Sociocultural Perspective

Topics: Social psychology, Sociology, Social identity Pages: 31 (7913 words) Published: November 26, 2014
Bennett IB Psychology

SOCIOCULTURAL LEVEL OF ANALYSIS REVIEW

_SOCIOCULTURAL COGNITION_

PRINCIPLES OF THE SOCIOCULTURAL LEVEL OF ANALYSIS

HUMAN BEINGS ARE SOCIAL ANIMALS AND WE HAVE A BASIC NEED TO "BELONG."

The biological and cognitive systems that makeup the individual are embedded in an even larger system of interrelationships with other individuals.

The relationship between the individual is affected by being part of a group is BIDIRECTIONAL: as an individual is affected by being part of a group, the individual can also effect behavior in the group.

CULTURE INFLUENCES BEHAVIOR.

CULTURE can be defined as the norms and values that define a society.

In a multicultural society there is a need to understand the effect of culture on a person's behavior, because the study of culture may help people better understand and appreciate cultural differences.

HUMANS ARE SOCIAL ANIMALS, THEY HAVE A SOCIAL SELF.

People not only have an individual identity, but also a collective or social one as well.

Social identities are very important to the definition of who we are, and many behaviors are determined by membership of groups such as family, community, club, or nationality.

PEOPLE'S VIEWS OF THE WORLD ARE RESISTANT TO CHANGE.

A world view can be defined as the way the world is understood: how it is supposed to work, why it works the way it does, and what values are essential in the world community.

According to psychologists the sense of self is developed within social and cultural contexts.

RESEARCH METHODS AT THE SOCIOCULTURAL LEVEL OF ANALYSIS

In sociocultural research, the goal is to see how people interact with each other.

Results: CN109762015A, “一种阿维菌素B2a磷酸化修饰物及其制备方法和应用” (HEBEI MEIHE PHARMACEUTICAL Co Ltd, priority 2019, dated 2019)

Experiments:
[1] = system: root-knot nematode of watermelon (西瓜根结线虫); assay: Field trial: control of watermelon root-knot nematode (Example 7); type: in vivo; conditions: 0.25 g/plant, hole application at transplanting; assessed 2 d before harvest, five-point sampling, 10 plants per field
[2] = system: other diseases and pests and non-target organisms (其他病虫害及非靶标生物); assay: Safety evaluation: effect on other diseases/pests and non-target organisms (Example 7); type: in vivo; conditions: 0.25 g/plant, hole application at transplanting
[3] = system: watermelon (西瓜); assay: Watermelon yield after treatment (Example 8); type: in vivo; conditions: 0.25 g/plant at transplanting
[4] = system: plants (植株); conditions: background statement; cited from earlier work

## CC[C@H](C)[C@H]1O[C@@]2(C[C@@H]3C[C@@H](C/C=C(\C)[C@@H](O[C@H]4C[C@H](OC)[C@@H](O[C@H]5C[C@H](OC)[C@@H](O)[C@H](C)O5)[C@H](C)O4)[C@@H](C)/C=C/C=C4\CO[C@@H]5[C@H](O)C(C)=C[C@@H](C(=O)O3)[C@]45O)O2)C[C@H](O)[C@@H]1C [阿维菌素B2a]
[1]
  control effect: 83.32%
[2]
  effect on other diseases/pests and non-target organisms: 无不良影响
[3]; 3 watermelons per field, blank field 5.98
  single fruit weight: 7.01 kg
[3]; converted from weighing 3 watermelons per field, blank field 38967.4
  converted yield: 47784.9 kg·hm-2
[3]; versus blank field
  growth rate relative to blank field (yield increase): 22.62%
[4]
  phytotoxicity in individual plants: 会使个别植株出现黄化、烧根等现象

Behavior of participants needs to be as realistic as possible.

A significant amount of the research is naturalistic- "as it really is."

Research is done in the environments in which the behavior is most likely to take place.

Participant observation - researchers immerses themselves in a social setting for an extended period of time and observe behavior.

Overt observation: when the participants of a group know that they are being observed. Researcher must obtain trust of the group being observed.

Covert observation: when the participants of a group do NOT know they are being observed. Sometimes used with groups that would be hostile to an outsider observing or would not want to be open and honest, or the activity is illegal (e.g. drug use).

Interviews

Focus groups

_WHEN PROPHECY FAILS LEON_ FESTINGER ET AL.'S (1956)

_WHEN PROPHECY FAILS_ is a 1956 classic book in social psychology by Leon Festinger, Henry Riecken, and Stanley Schachter about a UFO cult that believes the end of the world is at hand. Festinger and his associates read an interesting item in their local newspaper headlined "Prophecy from planet Clarion call to city: flee that flood." A housewife from Chicago, named Dorothy Martin, had mysteriously been given messages in her house in the form of "automatic writing" from alien beings on the planet Clarion.

These messages revealed that the world would end in a great flood before dawn on December 21, 1954. Martin's cult incorporated ideas from what was to become Scientology. The group of believers, headed by Martin, had taken strong behavioral steps to indicate their degree of commitment to the belief. They had left jobs, college, and spouses, and had given away money and possessions to prepare for their departure on the flying saucer, which was to rescue the group of true believers. Festinger and his colleagues infiltrated Martin's group and reported the following sequence of events: Prior to December 20. The group shuns publicity. Interviews are given only grudgingly. Access to Martin's house is only provided to those who can convince the group that they are true believers. The group evolves a belief system-provided by the automatic writing from the planet Clarion-to explain the details of the cataclysm, the reason for...
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